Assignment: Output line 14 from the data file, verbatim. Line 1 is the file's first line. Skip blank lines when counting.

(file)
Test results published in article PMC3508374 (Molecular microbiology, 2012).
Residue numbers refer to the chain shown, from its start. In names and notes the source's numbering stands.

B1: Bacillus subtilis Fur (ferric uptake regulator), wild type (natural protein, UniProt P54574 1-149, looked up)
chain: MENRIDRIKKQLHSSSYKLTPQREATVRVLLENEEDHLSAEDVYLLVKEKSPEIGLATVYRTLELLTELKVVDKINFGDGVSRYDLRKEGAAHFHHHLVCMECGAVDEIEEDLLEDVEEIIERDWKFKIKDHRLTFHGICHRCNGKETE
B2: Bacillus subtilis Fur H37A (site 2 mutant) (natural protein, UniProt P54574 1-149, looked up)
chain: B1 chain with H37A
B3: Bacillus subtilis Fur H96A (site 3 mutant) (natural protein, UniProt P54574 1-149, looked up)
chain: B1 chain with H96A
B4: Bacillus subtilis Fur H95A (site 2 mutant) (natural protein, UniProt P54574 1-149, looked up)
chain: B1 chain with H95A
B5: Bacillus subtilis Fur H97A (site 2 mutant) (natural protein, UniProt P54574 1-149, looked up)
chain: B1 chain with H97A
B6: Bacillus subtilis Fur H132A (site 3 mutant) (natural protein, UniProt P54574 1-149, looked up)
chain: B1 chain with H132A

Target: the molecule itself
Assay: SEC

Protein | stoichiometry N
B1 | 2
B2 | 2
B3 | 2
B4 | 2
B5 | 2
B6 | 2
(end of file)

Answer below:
chain: B1 chain with H132A